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From phyto- +‎ mining.


phytomining (uncountable)

  1. The planting (and subsequent harvesting) of vegetation that selectively concentrate specific metals from the environment into their tissues, for the primary or subsidiary purpose of commercial exploitation of the extracted metal.
    • 2005, J. Scott Angle, Nicholas A. Linacre, Ecological Risks of Novel Environmental Crop Technologies Using Phytoremediation as an Example, page 14,
      Cultivation of hyperaccumulators on naturally enriched areas offers the greatest promise for use in phytomining. Phytomining is a more specific form of phytoremediation where the purpose of metal removal from soil is economic gain.
    • 2013, Christopher W. N. Anderson, Chapter 5: Hyperaccumulation by Plants, Andrew Hunt, George A. Kraus, James H. Clark (editors), Element Recovery and Sustainability, page 121,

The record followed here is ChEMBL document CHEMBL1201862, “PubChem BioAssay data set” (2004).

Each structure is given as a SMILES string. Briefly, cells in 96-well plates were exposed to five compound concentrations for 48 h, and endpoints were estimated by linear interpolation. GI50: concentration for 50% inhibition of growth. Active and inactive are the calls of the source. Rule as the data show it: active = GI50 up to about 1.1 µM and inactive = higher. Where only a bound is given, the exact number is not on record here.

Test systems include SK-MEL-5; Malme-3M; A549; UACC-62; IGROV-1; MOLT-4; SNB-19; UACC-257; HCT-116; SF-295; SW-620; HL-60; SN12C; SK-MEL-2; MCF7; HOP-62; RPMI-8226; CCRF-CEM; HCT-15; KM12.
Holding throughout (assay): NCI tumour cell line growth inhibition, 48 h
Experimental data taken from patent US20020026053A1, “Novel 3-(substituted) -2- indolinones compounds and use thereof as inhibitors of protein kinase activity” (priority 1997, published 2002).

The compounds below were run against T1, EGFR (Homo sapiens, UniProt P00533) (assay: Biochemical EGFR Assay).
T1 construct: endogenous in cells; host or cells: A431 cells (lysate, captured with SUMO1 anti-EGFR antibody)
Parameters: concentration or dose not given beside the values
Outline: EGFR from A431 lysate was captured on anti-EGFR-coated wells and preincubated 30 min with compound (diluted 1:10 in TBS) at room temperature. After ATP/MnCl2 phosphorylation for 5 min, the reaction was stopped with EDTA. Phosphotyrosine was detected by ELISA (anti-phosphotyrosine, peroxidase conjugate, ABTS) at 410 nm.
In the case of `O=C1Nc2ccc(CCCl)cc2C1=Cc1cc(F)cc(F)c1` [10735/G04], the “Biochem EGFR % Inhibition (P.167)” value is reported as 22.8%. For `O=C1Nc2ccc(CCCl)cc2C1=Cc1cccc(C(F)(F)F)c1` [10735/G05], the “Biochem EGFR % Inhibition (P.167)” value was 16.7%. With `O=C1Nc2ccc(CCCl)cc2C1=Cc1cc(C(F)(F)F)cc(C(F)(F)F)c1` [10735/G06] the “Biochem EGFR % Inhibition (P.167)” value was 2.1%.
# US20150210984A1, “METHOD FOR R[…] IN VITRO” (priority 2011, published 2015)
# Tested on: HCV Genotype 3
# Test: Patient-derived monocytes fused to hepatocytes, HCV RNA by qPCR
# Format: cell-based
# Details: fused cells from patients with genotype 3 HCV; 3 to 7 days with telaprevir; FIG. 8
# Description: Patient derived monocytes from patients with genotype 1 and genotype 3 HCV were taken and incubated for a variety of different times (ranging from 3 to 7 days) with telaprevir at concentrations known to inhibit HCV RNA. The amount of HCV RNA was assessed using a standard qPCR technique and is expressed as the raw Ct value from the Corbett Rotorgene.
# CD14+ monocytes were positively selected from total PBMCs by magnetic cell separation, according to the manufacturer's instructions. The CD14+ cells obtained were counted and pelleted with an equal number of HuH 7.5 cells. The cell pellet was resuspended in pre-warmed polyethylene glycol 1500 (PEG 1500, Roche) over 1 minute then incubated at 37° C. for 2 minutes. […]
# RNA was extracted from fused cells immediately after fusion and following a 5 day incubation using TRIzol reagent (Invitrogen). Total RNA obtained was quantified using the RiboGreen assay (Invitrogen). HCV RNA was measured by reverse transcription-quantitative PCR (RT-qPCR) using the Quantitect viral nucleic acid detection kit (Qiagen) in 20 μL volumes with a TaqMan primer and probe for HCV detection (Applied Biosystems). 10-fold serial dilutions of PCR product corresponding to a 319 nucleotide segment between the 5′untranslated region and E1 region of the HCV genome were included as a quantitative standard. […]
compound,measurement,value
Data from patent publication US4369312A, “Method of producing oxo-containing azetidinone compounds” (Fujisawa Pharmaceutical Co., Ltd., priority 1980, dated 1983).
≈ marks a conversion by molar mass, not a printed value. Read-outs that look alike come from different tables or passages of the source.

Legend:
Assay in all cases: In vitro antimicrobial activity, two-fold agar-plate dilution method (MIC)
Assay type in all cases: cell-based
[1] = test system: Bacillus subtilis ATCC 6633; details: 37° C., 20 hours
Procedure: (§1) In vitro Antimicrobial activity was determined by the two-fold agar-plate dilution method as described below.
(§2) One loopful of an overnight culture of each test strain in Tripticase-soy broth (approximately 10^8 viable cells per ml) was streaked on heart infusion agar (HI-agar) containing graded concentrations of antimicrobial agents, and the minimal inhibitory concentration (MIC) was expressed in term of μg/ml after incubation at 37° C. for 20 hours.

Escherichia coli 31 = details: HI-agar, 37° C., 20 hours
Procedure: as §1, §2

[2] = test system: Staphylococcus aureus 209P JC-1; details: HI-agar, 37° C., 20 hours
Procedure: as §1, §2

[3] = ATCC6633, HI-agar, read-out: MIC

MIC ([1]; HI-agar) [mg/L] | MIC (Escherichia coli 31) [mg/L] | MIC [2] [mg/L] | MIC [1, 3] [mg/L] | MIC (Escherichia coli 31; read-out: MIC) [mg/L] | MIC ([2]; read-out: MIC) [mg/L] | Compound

The three metals, nickel, thallium and gold were reported as candidates for phytomining in 1999 owing to the relatively high price that each metal commands on international commodity markets.
    • 2013, Meri Barbafieri, Jan Japenga, Paul Romkens, Giannantonio Petruzzelli, Francesca Pedron, 2: Protocols for Applying Phytotechnologies in Metal-Contaminated Soils, Dharmendra Kumar Gupta (editor), Plant-Based Remediation Processes, page 23,
      This would be possible in the case of phytomining, a particular example of phytoextraction. Phytomining involves the exploitation of subeconomic ore bodies using hyperaccumulating plants.


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